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From Martin Cooper <mfncoo...@gmail.com>
Subject Re: [collections] Java5.0 - Runtime exceptions or assertion errors. What's your preference?
Date Fri, 05 Nov 2004 03:18:41 GMT
On Thu, 4 Nov 2004 18:19:32 -0800 (PST), David Graham
<grahamdavid1980@yahoo.com> wrote:
> The main reason not to use assertions is that they can be disabled at
> runtime, rendering them fairly useless IMO.  Personally, I would remove
> the null parameter checking entirely and let the code throw a NPE.  The
> caller will see their offending method in the stack trace.

Assertions are actually disabled by default, and need to be explicitly
enabled at JVM startup time. To make things worse, specifying a flag
to the JVM on startup can be complicated when an app server is
involved.

In my day job, we looked into using Java assertions when we could
finally depend on JDK 1.4 or later, and chose to eschew them in favour
of our own homegrown assertion class for the reasons above.

--
Martin Cooper


> David
> 
> 
> 
> --- Chris Lambrou <mail@chrislambrou.com> wrote:
> 
> > Hi,
> >
> > Although I've marked the subject with [collections], I guess this is
> > targeted at anyone who has an interest in a Java 5.0 port of any jakarta
> >
> > project. I'm slowly chipping away at a Java 5.0 port of
> > commons-collections.  As I've been generifying the original collections
> > classes, I've found apart from a little bit of tidying here and there,
> > I've mostly been leaving the argument checking code at the start of most
> >
> > constructors and/or factory methods alone.  It's just occured to me that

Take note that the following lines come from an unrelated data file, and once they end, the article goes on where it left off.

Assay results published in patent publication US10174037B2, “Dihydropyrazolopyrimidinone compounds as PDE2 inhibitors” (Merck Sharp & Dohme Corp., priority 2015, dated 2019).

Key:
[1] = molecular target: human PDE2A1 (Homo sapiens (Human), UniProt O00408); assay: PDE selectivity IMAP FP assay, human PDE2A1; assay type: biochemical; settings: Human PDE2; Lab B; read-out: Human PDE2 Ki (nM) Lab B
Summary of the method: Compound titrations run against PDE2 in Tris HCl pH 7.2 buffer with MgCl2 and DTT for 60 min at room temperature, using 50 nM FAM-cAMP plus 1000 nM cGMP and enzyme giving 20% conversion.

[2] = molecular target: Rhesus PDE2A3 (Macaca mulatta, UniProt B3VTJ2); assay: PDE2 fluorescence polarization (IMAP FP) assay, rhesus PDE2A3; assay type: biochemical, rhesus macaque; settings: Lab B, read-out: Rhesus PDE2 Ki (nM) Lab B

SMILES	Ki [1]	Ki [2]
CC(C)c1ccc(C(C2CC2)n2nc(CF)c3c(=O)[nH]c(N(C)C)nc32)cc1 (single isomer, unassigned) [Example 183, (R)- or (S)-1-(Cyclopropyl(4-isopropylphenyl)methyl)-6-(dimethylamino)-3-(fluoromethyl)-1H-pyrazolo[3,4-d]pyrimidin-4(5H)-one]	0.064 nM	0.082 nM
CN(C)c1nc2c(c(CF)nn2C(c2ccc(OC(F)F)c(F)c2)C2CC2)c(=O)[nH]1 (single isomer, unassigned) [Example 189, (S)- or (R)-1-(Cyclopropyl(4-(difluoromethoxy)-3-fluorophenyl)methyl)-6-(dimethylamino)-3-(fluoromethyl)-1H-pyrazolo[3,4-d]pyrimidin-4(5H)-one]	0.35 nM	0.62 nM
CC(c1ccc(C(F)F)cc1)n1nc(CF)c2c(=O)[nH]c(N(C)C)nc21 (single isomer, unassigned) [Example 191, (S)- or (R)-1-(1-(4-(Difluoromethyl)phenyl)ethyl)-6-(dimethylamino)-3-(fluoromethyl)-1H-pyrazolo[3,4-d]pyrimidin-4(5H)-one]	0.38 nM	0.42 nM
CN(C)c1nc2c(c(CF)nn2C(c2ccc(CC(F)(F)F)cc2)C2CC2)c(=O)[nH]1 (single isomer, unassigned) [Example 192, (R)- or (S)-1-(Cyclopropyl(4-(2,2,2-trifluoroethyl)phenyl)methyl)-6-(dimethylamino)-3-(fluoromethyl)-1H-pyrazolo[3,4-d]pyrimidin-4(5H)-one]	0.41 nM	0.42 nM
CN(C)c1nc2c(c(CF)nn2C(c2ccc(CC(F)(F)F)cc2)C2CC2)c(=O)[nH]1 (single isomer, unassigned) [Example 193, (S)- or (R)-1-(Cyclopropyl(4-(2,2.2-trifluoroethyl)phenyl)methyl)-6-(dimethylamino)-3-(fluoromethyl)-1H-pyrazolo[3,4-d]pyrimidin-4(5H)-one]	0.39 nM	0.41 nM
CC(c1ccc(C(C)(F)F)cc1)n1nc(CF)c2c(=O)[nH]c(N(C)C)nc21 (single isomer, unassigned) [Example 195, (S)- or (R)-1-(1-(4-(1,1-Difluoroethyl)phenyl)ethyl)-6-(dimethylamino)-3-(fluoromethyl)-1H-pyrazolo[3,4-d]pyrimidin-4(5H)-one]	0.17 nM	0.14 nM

> >
> > all of these checks are explicit checks that throw some subclass of
> > RuntimeException. For example:
> >
> >     protected ClosureTransformer(Closure<? super E> closure)
> >     {
> >         if (closure == null) {
> >             throw new IllegalArgumentException("Closure must not be
> > null");
> >         }
> >         this.closure = closure;
> >     }
> >
> > Since JDK1.4, the assert keyword has been available to replace this type
> >
> > of error checking, but obviously it's not been used in collections in
> > order to maintain backwards compatibility with earlier versions of the
> > JDK.  With the move to Java 5.0, backwards compatibility is no longer a
> > concern, and I'm considering replacing all such runtime argument checks
> > with assertions. For example:
> >
> >     protected ClosureTransformer(Closure<? super E> closure)
> >     {
> >         assert closure != null : "Closure must not be null";
> >         this.closure = closure;
> >     }
> >
> > I've heard both sides of the explict-check-and-RuntimeException versus
> > Assertions argument before in what feels like the dim and distant past,
> > but the discussion has always included the backwards compatibility
> > slant.  I was wondering if anyone has any thoughts on the matter in
> > light of Java 5.0
> >
> > Chris
> >
> >
> > P.S.  If anyone's interested, the JDK 1.5 port of collections is
> > currently hosted on SourceForge at http://collections15.sourceforge.net
> > - I'd be interested in any feedback, particularly on the new generic
> > interfaces in the main package.
> >
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> >
> >
> 
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